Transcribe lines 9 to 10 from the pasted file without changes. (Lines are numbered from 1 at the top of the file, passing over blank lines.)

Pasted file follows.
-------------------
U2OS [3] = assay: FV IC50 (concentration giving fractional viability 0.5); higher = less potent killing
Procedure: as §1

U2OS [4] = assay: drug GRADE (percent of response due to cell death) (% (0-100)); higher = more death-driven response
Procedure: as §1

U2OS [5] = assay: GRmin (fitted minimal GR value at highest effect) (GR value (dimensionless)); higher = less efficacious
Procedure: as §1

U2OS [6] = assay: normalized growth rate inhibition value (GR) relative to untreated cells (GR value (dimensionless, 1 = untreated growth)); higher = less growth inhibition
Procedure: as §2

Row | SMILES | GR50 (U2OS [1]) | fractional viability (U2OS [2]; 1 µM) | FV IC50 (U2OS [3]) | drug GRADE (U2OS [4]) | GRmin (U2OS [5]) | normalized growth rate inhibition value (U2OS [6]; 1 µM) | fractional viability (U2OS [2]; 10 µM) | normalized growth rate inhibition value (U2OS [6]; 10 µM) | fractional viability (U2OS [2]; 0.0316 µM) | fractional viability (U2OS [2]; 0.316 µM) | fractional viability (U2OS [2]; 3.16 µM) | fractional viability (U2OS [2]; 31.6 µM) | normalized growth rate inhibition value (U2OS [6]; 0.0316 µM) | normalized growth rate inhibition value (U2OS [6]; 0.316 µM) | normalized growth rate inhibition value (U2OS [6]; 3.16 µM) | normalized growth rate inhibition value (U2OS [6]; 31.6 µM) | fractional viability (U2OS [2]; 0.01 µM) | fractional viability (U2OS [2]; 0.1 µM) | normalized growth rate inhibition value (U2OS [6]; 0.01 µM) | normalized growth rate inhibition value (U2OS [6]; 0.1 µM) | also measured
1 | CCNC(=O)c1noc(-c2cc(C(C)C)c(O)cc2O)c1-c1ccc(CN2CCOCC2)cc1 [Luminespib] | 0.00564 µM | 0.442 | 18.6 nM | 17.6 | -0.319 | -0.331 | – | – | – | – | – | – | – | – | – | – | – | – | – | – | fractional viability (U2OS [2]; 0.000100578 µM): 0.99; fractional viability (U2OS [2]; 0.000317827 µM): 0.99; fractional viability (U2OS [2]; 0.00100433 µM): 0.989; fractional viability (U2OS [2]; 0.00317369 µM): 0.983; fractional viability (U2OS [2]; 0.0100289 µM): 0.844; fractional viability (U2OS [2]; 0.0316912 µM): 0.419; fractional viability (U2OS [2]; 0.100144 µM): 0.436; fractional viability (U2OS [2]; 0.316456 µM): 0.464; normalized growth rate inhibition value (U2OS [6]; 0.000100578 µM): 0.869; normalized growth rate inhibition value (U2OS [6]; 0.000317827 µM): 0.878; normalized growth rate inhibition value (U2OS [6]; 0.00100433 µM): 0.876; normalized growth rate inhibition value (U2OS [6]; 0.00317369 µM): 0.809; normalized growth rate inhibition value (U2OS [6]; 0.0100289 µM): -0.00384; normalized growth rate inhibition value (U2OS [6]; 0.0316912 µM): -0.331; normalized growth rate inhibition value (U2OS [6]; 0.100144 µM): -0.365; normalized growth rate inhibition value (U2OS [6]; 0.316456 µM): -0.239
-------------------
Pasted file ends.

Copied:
Row | SMILES | GR50 (U2OS [1]) | fractional viability (U2OS [2]; 1 µM) | FV IC50 (U2OS [3]) | drug GRADE (U2OS [4]) | GRmin (U2OS [5]) | normalized growth rate inhibition value (U2OS [6]; 1 µM) | fractional viability (U2OS [2]; 10 µM) | normalized growth rate inhibition value (U2OS [6]; 10 µM) | fractional viability (U2OS [2]; 0.0316 µM) | fractional viability (U2OS [2]; 0.316 µM) | fractional viability (U2OS [2]; 3.16 µM) | fractional viability (U2OS [2]; 31.6 µM) | normalized growth rate inhibition value (U2OS [6]; 0.0316 µM) | normalized growth rate inhibition value (U2OS [6]; 0.316 µM) | normalized growth rate inhibition value (U2OS [6]; 3.16 µM) | normalized growth rate inhibition value (U2OS [6]; 31.6 µM) | fractional viability (U2OS [2]; 0.01 µM) | fractional viability (U2OS [2]; 0.1 µM) | normalized growth rate inhibition value (U2OS [6]; 0.01 µM) | normalized growth rate inhibition value (U2OS [6]; 0.1 µM) | also measured
1 | CCNC(=O)c1noc(-c2cc(C(C)C)c(O)cc2O)c1-c1ccc(CN2CCOCC2)cc1 [Luminespib] | 0.00564 µM | 0.442 | 18.6 nM | 17.6 | -0.319 | -0.331 | – | – | – | – | – | – | – | – | – | – | – | – | – | – | fractional viability (U2OS [2]; 0.000100578 µM): 0.99; fractional viability (U2OS [2]; 0.000317827 µM): 0.99; fractional viability (U2OS [2]; 0.00100433 µM): 0.989; fractional viability (U2OS [2]; 0.00317369 µM): 0.983; fractional viability (U2OS [2]; 0.0100289 µM): 0.844; fractional viability (U2OS [2]; 0.0316912 µM): 0.419; fractional viability (U2OS [2]; 0.100144 µM): 0.436; fractional viability (U2OS [2]; 0.316456 µM): 0.464; normalized growth rate inhibition value (U2OS [6]; 0.000100578 µM): 0.869; normalized growth rate inhibition value (U2OS [6]; 0.000317827 µM): 0.878; normalized growth rate inhibition value (U2OS [6]; 0.00100433 µM): 0.876; normalized growth rate inhibition value (U2OS [6]; 0.00317369 µM): 0.809; normalized growth rate inhibition value (U2OS [6]; 0.0100289 µM): -0.00384; normalized growth rate inhibition value (U2OS [6]; 0.0316912 µM): -0.331; normalized growth rate inhibition value (U2OS [6]; 0.100144 µM): -0.365; normalized growth rate inhibition value (U2OS [6]; 0.316456 µM): -0.239